Who says the TV networks don't pay attention to what religious leaders say? They've been scrutinizing the statements of two of Sen. John McCain's supporters, much as they did for that other minister associated with Barack Obama.McCain now has rejected endorsements from the Rev. John Hagee and the Rev. Rod Parsley. The problem with Hagee was some bad Biblical exegesis in a sermon some time in the 1990s. Hagee preached on Jeremiah 16:16 ... "Look! I will send many fishermen, says the Lord, to catch them [the Israelites]. After that, I will send many hunters to hunt them out from every mountain and hill and from the clefs of the rock." According to CNN, Hagee said in the sermon that the Jews were the hunted and that Hitler was the hunter God sent. That is, that the Holocaust was part of a divine plan to hasten the creation of a Jewish state.Repulsive, yes. But what does a sermon from the 1990s have to do with the war in Iraq?Meanwhile, ABC News has directed its award-winning Brian Ross investigative team toward re-treading a Mother Jones magazine story about another McCain supporter, the Rev. Rod Parsley, and his nasty comments about Islam. We've already thrashed that out on dotCommonweal, and Ross has not added much to the story. But he did give it more exposure.I'd still rather see one of these reporters get an answer from the candidates on whether they think the U.S. should have participated in a major international conference this week in Dublin on banning cluster bombs. A Vatican diplomat is on hand, "working intensely" to reach an international agreement. The candidates disagree on whether to rein in the use of cluster bombs - it's a story! What would it take to get network coverage? The return of Princess Di to one of her signature issues?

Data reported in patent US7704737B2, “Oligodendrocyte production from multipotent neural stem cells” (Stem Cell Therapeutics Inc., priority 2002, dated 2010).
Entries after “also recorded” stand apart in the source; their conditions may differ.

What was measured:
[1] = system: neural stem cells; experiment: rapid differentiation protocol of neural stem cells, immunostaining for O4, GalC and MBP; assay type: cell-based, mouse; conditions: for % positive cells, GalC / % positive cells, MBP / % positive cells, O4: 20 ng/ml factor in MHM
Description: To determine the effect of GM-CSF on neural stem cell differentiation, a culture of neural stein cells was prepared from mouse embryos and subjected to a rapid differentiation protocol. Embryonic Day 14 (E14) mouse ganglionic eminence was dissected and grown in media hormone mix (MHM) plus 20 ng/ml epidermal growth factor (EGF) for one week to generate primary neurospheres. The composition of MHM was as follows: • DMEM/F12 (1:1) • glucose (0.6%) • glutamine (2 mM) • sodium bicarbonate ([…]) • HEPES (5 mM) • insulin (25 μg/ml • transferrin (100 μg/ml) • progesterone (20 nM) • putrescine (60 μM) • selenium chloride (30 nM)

Paul Moses, a professor of journalism at Brooklyn College/CUNY, is the author of The Saint and the Sultan: The Crusades, Islam and Francis of Assisi's Mission of Peace (Doubleday, 2009) and An Unlikely Union: The Love-Hate Story of New York's Irish and Italians (NYU Press, 2015).